The First Circuit readily acknowledged that Sun and Hamilton’s complaint “included many details about the underlying scheme that the first relator (Ven-A-Care) did not supply.” 2014 WL 673102, *8. Indeed, Sun and Hamilton’s later-filed complaint “offer[ed] far more detail than Ven-A-Care about particular actors within Baxter and the role those actors played” in the alleged fraud, and “showed greater familiarity with how Baxter pulled off the supposed fraud,” which was attributable to the “inside knowledge” that Sun and Hamilton possessed but Ven-A-Care lacked. Id. at *6.
Despite Sun and Hamilton’s use of “comparatively greater detail” than Ven-A-Care in describing the alleged fraud, the First Circuit held that this is “not what matters for the first-to-file rule.” Id. at *8. Repeatedly invoking its recent decision in Wilson, the Court declared that “[s]o long as the first complaint sets forth the ‘essential facts’ of the fraud alleged in the second complaint, it does all it needs to do under the first-to-file rule.” Id. at *6 (quoting Wilson, 750 F.3d at 117).
To satisfy this “essential facts” test, the First Circuit explained that the first complaint need not disclose every detail of the alleged fraud. Rather, it must only include information that “‘provide[s] . . . the government sufficient notice to initiate an investigation into [the] allegedly fraudulent practices.'” Id. at *4 (quoting United States ex rel. Heineman–Guta v. Guidant Corp., 718 F.3d 28, 36–37 (1st Cir.2013)). Importantly, the First Circuit held that a first-filed qui tam complaint can satisfy this “essential facts” test even if it does “not contain the kind of detailed and particularized allegations of fraudulent conduct . . . required to fulfill the heightened pleading standard for fraud cases set forth in Federal Rule of Civil Procedure 9(b).” Id. at *6.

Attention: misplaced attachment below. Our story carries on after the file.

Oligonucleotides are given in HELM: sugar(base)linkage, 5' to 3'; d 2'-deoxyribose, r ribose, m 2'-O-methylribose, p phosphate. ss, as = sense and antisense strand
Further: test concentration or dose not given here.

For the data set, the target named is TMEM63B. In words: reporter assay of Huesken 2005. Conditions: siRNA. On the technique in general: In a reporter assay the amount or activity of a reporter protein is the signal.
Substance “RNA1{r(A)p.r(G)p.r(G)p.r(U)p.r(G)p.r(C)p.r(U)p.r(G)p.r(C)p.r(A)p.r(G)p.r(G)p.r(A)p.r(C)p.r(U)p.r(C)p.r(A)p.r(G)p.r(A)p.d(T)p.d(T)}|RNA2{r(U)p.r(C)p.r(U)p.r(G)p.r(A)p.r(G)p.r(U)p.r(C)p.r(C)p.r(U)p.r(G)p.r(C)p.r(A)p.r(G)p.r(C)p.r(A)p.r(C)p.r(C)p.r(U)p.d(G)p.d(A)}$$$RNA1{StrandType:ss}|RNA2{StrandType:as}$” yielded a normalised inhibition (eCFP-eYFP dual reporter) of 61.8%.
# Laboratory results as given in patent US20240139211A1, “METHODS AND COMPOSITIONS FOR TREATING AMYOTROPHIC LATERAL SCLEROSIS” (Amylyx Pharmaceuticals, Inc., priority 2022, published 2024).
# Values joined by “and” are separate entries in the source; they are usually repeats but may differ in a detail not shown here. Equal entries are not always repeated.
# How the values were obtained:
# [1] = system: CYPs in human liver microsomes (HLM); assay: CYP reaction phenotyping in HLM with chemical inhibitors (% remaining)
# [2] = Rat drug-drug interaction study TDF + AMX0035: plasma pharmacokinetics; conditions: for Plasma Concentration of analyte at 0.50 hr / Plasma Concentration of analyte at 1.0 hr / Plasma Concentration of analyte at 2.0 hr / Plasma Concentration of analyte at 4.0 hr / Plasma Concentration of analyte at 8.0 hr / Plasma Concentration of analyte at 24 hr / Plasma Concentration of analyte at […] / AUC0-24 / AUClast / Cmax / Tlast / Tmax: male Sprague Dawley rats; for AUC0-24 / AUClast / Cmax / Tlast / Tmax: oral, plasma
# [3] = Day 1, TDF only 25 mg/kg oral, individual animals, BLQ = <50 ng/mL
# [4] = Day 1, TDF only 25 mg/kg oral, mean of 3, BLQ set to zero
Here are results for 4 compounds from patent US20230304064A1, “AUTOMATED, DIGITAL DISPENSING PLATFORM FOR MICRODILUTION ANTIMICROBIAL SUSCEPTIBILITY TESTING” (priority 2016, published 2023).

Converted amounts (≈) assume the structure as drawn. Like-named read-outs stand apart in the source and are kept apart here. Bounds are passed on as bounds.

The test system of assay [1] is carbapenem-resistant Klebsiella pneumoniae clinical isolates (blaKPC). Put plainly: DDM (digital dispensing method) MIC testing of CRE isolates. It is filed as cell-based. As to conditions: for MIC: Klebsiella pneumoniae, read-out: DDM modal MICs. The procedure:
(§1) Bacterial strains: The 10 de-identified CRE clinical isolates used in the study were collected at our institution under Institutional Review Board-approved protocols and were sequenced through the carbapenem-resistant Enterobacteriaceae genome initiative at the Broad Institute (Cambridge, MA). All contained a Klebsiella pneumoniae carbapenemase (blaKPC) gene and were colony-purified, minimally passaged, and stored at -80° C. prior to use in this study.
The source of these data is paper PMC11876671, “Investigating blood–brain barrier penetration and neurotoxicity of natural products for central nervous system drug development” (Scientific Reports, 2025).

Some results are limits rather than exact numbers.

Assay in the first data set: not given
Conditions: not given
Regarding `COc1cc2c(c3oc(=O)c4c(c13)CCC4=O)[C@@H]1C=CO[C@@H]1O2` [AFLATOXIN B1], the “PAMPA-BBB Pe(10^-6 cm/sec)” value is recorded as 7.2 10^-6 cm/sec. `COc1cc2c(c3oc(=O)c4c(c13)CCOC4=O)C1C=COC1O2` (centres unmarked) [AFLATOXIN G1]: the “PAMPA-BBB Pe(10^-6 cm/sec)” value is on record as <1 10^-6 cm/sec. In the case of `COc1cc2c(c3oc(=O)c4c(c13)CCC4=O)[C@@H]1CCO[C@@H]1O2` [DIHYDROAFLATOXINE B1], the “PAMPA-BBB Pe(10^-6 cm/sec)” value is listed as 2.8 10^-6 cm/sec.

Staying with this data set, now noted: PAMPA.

Applying this standard, the First Circuit concluded that Ven-A-Care’s complaint provided the Government with sufficient notice of the “essential facts” alleged in Sun and Hamilton’s subsequent complaint to bar Sun and Hamilton’s later-filed action. The Ven-A-Care complaint named Baxter as a defendant, specified a date-range in which Baxter’s alleged misconduct occurred, and a “separate section” of the Complaint “devoted solely to Baxter” (rather than the other named defendants) specifically alleged that Baxter “knowingly made false representations about the price and costs of its drugs” and submitted “false records” to Medicare and Medicaid to further this scheme. Id. at *6, *9. In addition, that section of the complaint specifically referenced Recombinate as one of the drugs for which Baxter inflated its prices, and ‘disclosed a pricing spread for Recombinate'” to support this allegation. Id. at *6.
The First Circuit held that these allegations by Ven-A-Care were sufficient to put the Government on notice of the alleged fraud, even though Sun and Hamilton’s subsequent complaint offered considerably greater detail.
Paired with Wilson, this decision strongly demonstrates that the First Circuit will broadly enforce the first-to-file bar against new FCA actions premised on alleged frauds that already have been adequately disclosed to the Government, even in cases in which the new complaint provides significantly more particularized allegations than the first complaint that was filed.